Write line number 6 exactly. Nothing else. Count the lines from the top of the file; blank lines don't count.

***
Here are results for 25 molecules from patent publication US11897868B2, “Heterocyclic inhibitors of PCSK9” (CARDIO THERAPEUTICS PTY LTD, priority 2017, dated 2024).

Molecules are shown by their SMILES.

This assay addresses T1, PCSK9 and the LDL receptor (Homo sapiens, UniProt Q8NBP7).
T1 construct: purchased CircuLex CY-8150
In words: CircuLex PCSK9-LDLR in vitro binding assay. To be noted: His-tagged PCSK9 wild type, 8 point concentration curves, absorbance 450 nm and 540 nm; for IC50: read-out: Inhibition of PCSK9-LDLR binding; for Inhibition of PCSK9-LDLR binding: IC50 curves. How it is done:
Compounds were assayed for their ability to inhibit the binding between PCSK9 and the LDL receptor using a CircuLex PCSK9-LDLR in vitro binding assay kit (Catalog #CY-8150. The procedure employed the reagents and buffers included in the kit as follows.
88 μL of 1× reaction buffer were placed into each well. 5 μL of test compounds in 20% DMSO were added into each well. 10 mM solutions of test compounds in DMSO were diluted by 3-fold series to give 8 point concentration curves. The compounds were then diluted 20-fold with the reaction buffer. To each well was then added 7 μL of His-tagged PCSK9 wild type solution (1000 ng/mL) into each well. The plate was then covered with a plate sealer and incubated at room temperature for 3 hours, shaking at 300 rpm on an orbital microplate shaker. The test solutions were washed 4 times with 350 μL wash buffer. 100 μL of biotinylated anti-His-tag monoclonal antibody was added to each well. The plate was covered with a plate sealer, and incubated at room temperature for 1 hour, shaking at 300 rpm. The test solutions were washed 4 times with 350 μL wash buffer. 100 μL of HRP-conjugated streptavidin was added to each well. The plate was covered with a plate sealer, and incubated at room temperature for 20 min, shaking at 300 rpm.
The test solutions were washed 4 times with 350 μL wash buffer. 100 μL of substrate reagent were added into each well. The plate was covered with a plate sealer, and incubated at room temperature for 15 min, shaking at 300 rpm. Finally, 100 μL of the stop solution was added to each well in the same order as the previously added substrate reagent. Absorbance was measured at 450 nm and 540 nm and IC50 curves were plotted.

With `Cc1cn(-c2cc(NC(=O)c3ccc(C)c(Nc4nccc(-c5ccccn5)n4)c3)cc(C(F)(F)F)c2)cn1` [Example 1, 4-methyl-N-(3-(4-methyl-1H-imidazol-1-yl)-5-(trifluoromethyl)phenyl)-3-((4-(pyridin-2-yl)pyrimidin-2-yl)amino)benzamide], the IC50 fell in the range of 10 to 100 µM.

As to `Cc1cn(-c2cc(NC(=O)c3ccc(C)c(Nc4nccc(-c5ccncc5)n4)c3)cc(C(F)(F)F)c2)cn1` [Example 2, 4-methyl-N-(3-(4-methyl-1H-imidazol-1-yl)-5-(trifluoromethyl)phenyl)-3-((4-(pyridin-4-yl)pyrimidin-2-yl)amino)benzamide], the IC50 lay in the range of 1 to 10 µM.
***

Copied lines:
Compounds were assayed for their ability to inhibit the binding between PCSK9 and the LDL receptor using a CircuLex PCSK9-LDLR in vitro binding assay kit (Catalog #CY-8150. The procedure employed the reagents and buffers included in the kit as follows.